It's more or less understood by everyone, with a few exceptions, that pursuing mandatory auditor rotation is a giant waste of time.
There has been much discussion of the issue — from the hallowed walls of a PCAOB open meeting to the slums of the Going Concern comment section — and while there has been plenty of robust debate, it's not something worth pursuing largely to the entrenched opposition from the firms, filers, directors, and observers like Francine McKenna and Jim Peterson. Even PCAOB member Jay Hanson admits that it's a tough sell.
Accounting firms have come out loud and strong against the measure, but have maintained an air of diplomacy when discussing it. That seems to have ended with this weekend's WSJ interview of KPMG International Chairman Michael Andrew. Whether you call it "term limits," "sit 'n' spin" or "Big 4 Wheel of Misfortune," Drew seems to have a pretty good idea of where he stands on the issue:
"It's a terrible idea," he says. "We don't think it is effective. It is not going to improve audit quality; in fact, we think it is going to harm audit quality."
If you must know why he feels this way, then you'll be impressed to know that it's not simply out of spite:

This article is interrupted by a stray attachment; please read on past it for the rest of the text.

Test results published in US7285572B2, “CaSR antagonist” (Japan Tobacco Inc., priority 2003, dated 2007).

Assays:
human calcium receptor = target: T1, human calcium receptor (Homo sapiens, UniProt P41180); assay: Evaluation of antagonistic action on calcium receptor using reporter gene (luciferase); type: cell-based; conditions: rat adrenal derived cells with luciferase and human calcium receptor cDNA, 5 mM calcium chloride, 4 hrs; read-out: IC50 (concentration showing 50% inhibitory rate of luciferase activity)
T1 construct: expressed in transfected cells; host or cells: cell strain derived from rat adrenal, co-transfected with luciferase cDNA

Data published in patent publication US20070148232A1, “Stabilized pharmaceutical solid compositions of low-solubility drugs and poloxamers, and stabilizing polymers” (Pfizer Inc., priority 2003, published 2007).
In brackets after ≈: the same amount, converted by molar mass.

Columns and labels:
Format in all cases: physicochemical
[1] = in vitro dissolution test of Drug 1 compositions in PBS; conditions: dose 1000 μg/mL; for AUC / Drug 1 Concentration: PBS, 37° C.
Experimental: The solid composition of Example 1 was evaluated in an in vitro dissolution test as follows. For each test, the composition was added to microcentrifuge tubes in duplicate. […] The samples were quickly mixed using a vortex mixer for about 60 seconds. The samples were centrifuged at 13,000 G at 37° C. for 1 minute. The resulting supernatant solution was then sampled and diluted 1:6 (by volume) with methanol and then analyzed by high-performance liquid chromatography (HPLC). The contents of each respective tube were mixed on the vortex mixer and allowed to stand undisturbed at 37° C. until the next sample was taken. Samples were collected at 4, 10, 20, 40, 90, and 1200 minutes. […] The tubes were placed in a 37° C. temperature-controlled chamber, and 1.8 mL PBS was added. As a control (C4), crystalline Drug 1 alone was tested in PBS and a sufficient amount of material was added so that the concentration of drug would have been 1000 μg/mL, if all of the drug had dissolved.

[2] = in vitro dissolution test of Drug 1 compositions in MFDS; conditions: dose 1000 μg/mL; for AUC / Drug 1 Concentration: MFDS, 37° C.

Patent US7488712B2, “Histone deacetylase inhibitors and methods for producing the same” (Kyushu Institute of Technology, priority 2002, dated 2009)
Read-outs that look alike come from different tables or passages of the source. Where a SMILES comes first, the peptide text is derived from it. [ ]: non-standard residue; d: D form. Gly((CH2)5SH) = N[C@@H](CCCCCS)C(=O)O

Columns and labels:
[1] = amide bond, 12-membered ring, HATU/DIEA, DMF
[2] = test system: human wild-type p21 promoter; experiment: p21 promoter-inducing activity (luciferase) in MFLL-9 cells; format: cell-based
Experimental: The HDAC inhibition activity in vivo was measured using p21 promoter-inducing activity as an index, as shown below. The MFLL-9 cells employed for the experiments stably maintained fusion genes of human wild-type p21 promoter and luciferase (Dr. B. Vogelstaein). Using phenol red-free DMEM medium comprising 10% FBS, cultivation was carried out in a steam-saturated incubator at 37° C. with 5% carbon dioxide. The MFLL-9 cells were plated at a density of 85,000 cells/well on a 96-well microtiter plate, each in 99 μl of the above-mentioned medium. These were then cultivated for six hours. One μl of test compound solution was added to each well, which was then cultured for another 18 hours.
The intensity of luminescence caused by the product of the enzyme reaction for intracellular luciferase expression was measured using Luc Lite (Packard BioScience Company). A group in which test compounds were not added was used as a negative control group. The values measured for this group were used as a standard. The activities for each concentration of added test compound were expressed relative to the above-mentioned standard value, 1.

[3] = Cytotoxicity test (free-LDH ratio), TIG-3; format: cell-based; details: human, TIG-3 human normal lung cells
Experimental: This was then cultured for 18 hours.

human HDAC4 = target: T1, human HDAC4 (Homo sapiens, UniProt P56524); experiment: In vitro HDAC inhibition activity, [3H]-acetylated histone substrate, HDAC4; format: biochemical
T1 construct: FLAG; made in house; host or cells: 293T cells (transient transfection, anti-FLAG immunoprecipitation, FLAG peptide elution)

[W]hen it comes to things like big banks, there is only a certain small group of auditors who are actually really good at auditing a big bank. So you're going to be, in certain countries, shifting these audits to people who have no capability, no skill, no experience," he says.
Yes, the reality is that the lesser firms out there aren't up to the task and should they be allowed to tackle this challenge then, well…you don't even want to think about it:
"The reality is," he adds, "that if you actually study audit failure, most audit failures occur within two years of a change of auditor. You're actually increasing significantly the risk of audit failure."
Is that what you want? More audit failure? Take a look around you; we're at the threshold of hell as it is.